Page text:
A Stoners Guide to Rare Groove
By Aja West & Cheeba
It has not been easy narrowing this list down to just ten songs. We’ve tried to choose tracks which are not so rare that only the most serious diggers can find them, but not so common that you've seen them repeatedly on others lists. By choosing less obvious tracks, many of our favourite artists don’t make an appearance (i.e., Herbie Hancock, Lonnie Liston Smith, Kool & The Gang, Ohio Players, P-Funk). We’re assuming that the average HEADS reader is already hip to these groups. Hopefully, we can highlight some songs and artists that may have slipped through the cracks.
For all the hip hop heads out there, many of the following tracks have been sampled and looped to make hits by the Beastie Boys, EPMD, Junior MAFIA, Casual, DJ Jazzy Jeff & The Fresh Prince and Spice 1. We’re not gonna get any more specific about which group sampled which track; that’s for y’all to discover.
Rien Ne Va Plus (1975)
With a band name this blatant, there is no doubt as to what sort of music you’re about to get served. Luckily, this factory doesn’t churn out any generic product, just some of the most unique and inspired, funk-soaked grooves. We’ve thrown this track on during many smoke breaks and it never disappoints.
It's Over Now (1978)
Manzel Bush was a Lieutenant in the U.S. Army when he released his one and only album Midnight Theme, an instrumental funk masterpiece. With synth lines as expressive as a human voice, It’s Over Now is a powerful, upbeat groove with drums heavy in the mix—the way we like ‘em!
You Can't Turn Me Away (1980)
The bouncy bassline is what makes this one of the stoniest grooves ever. The track never strays, no bridges, breakdowns or solos, just a solid-as-hell groove with great vocals by Striplin. Production credits go to Roy Ayers (see below).
Brawling Broads (1973)
Vibraphone master Roy Ayers has got to be one of the most prolific funk/soul artists of all time, having released hundreds of consistently dope tracks. This particular one is off his score to Coffy, the classic blaxploitation film starring Pam Grier. The badass bassline anchors this cut deep in the pocket and never lets it out, providing the perfect bed for Ayers’ beautiful vibe melodies.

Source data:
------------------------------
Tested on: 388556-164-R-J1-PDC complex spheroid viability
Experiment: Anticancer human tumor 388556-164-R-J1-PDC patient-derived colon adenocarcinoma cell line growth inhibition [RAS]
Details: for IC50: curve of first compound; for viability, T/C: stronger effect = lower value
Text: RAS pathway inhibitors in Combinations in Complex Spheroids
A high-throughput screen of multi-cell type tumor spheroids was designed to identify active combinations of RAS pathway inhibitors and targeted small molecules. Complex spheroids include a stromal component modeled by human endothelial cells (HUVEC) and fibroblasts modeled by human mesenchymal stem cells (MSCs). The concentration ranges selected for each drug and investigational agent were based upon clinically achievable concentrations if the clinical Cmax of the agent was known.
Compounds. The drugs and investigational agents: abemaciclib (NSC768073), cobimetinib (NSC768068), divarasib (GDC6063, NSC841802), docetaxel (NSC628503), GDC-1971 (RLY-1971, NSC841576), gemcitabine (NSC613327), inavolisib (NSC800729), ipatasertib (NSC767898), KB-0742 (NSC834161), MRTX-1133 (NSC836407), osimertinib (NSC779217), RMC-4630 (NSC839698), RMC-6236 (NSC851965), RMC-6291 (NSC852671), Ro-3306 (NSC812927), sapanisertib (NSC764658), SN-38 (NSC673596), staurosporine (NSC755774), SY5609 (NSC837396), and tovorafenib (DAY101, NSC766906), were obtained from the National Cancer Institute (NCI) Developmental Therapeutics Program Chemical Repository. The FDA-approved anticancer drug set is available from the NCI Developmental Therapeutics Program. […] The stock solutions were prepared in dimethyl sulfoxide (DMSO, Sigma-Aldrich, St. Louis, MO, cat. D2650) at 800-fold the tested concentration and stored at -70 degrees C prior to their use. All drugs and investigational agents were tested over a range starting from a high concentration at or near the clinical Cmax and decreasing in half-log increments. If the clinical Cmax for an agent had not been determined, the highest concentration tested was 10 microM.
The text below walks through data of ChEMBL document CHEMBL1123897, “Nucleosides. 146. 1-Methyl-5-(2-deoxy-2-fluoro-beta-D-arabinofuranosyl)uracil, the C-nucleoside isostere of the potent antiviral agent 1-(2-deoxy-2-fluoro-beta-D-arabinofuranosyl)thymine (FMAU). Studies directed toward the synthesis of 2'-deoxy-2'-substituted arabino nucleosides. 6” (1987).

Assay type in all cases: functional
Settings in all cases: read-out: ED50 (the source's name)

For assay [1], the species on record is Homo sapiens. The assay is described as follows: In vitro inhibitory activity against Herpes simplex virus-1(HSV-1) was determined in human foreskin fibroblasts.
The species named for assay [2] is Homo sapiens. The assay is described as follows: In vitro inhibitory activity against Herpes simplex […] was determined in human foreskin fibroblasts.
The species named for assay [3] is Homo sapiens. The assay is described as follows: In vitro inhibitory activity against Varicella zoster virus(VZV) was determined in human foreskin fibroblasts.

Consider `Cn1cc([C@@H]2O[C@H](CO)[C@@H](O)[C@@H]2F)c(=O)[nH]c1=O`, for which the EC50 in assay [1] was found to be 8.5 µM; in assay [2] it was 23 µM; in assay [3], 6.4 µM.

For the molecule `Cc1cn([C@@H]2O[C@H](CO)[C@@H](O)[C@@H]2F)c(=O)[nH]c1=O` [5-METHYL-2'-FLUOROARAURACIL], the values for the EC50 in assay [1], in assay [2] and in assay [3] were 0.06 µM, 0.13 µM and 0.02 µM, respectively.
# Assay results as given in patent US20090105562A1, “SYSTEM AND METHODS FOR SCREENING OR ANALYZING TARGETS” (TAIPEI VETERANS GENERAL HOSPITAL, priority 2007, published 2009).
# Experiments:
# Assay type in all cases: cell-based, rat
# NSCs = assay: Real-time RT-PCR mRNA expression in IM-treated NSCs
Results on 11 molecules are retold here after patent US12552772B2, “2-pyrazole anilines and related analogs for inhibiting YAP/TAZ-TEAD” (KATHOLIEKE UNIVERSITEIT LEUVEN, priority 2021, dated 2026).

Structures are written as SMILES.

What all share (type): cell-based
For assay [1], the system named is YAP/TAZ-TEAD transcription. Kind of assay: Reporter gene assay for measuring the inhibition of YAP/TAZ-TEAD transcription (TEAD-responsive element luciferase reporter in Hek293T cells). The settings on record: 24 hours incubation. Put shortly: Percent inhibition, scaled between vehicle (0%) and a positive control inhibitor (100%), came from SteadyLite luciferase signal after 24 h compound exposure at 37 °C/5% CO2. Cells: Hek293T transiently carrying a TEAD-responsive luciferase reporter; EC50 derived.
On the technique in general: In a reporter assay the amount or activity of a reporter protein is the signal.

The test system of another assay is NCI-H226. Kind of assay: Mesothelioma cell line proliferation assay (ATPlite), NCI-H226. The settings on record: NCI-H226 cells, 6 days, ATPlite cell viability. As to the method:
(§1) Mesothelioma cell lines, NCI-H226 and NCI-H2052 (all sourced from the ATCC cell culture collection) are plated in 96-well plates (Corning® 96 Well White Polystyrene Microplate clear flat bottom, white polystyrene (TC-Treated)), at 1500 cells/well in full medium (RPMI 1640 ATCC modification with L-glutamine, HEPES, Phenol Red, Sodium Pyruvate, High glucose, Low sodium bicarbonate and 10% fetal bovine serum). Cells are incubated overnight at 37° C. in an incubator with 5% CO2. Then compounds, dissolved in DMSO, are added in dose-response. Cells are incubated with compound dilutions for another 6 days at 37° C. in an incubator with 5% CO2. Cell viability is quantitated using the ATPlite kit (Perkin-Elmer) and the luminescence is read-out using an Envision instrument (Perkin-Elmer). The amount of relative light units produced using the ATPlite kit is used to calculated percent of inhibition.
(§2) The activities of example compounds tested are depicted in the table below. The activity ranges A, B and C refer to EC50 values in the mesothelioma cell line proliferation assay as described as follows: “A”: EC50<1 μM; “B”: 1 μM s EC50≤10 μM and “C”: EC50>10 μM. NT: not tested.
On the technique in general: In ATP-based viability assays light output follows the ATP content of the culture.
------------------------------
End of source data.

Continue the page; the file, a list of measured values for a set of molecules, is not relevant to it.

Celestial Blues (1974)
This is a super laid-back, slinky groove, heavy in wah-wah guitar and slappin’ bass. Bey’s vocals are powerful and direct: “we must get closer to the essence of life…expand your mind, don’t let it wither and die.”
‘T’ Plays It Cool (1972)
This track from Gaye’s score to blaxploitation flick Trouble Man has long been a staple in any rare groove DJ’s crate. The vibe is a melancholy one, with choice sax lines over unrelenting drums and juicy analogue synth.
This deep funk fusion groove finds electric violinist Pointer being backed by the tightest studio musicians of the 70s, showcasing his funkdafied and phazed out violin licks over an energetic bed of electric piano, rhythm guitar, bass and drums.
Riding High (1977)
You may have heard this laid-back groove in the background of a plethora of movies focused on pimping. A West Coast player’s anthem for years, you know this track has been put to the test with the best. Bonus points for the title.
Light of the Universe (1979)
This is a great track to throw on if your high is turning a little too dark. It has a real positive, Earth, Wind & Fire type vibe, all about rejoicing in the beauty of the universe.
River People (1978)
A fusion band that never neglected the groove, Weather Report featured some of the finest musicians in any genre. Jaco Pastorius maintains the bass groove on this track while synth genius Joe Zawinul adds multiple layers of his distinctive keyboard sounds. It takes a couple minutes for the groove to hit full steam, but the anticipation is half the pleasure.
Avid collectors of funk, soul and rare groove records, brothers Aja West & Cheeba are the masterminds behind the Mackrosoft label and its extensive catalogue of funk-infused releases. Featured players and contributors on Mackrosoft albums include such luminaries as Mike Clark and Paul Jackson (Herbie Hancock’s Headhunters), Fred Wesley (James Brown, P-Funk), Reggie Watts, Money Mark (Beastie Boys), Skerik (Critters Buggin), and Mike Porcaro (Toto). Their most recent release, Snakerhythms, is a funky jazz album filled with lush instrumentals, snaky percussion and world class drumming. Snakerhythms was born at an L.A. home studio party, hosted by the legendary Porcaro family of drummers and percussionists, with the idea of making a cacophony of percussive tracks. Inspired by the music of Sun Ra and Miles Davis’ “On the Corner”, Snakerhythms is Aja West’s most ‘free jazz’ album, unique in his large portfolio of musical compositions. https://
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